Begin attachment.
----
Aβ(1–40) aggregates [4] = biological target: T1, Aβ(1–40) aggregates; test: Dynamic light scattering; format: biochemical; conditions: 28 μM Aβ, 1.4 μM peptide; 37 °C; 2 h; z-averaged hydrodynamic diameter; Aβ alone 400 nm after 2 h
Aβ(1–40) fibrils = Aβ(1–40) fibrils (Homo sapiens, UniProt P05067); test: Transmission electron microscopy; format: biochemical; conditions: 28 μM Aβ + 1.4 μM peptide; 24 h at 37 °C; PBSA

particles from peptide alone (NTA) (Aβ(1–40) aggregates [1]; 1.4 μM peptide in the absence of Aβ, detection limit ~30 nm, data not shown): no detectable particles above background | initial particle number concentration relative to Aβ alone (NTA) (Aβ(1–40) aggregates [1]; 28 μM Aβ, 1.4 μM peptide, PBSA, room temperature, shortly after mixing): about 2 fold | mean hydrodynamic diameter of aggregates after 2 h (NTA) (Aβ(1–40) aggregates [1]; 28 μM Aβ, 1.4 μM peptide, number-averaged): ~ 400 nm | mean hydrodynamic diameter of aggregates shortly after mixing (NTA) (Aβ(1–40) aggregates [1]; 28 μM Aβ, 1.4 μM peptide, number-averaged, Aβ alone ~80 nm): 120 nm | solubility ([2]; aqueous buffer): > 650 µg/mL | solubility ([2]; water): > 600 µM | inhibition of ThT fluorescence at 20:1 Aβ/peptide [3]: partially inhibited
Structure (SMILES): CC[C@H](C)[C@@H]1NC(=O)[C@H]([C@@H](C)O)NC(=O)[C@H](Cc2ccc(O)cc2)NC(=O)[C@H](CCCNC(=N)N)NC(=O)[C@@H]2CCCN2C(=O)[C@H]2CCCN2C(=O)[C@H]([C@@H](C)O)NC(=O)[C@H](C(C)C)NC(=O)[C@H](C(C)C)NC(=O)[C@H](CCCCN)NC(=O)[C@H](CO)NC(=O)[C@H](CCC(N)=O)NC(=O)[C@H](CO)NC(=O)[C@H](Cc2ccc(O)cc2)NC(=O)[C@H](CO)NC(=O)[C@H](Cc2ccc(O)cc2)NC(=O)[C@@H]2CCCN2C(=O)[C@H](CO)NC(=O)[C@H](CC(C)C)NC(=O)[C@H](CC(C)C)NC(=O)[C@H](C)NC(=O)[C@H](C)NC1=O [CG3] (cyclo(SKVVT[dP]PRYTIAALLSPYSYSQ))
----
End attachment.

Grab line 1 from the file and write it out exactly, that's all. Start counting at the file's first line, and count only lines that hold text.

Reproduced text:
Aβ(1–40) aggregates [4] = biological target: T1, Aβ(1–40) aggregates; test: Dynamic light scattering; format: biochemical; conditions: 28 μM Aβ, 1.4 μM peptide; 37 °C; 2 h; z-averaged hydrodynamic diameter; Aβ alone 400 nm after 2 h